Doctors Who Ignore Consent Are Traumatizing Women During Childbirth

December 18, 2017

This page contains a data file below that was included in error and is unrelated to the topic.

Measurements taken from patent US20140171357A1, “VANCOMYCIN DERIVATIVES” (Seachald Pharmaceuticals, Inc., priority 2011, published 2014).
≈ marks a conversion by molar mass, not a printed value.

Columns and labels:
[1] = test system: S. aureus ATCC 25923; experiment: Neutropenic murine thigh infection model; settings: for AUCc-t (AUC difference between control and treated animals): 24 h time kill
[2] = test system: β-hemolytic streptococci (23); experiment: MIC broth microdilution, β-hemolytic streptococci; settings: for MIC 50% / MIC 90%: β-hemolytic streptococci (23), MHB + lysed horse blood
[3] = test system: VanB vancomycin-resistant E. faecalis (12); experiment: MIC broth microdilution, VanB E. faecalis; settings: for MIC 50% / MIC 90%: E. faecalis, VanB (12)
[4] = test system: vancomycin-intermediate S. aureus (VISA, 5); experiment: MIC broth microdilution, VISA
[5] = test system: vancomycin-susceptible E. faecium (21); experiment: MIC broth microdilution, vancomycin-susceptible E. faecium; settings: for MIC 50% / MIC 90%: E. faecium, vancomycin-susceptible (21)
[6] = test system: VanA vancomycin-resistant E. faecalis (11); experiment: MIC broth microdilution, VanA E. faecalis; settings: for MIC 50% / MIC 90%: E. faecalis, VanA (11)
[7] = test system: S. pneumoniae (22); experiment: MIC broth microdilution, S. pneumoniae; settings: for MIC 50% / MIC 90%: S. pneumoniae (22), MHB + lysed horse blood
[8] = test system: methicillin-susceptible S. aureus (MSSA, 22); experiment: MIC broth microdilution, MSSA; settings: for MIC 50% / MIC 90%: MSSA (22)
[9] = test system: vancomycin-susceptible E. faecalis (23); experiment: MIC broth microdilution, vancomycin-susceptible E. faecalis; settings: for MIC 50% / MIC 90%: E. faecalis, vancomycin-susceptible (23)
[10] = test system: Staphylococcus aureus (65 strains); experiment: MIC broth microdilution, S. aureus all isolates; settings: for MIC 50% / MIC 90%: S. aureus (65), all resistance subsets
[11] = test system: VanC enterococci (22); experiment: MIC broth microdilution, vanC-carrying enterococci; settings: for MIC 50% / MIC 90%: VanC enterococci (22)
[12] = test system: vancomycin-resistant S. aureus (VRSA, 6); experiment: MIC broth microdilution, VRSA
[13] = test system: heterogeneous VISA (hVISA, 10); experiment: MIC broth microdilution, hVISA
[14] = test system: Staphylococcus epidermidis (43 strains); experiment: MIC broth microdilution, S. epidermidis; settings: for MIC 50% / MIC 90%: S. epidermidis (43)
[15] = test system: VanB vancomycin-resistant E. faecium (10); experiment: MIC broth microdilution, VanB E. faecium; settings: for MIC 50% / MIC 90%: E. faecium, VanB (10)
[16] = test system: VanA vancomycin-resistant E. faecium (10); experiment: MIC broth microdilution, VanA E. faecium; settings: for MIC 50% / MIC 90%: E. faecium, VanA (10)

(Quartz) – From the 1980s, however, clinical research began to indicate that episiotomy should not be considered routine medical practice. It can be a life-saving intervention under certain circumstances but for most births, “snipping” does more harm than good. The procedure is associated with higher levels of pain, edema, bleeding and incontinence – and actually increases the risk of severe tearing. Today, the American College of Obstetricians and Gynecologists and the UK’s National Institute for Health and Care Excellence (NICE) recommend against routine use of episiotomy. NICE’s guidelines on intrapartum care state it should only be done if there is a “clinical need,” such as to relieve fetal or maternal distress.

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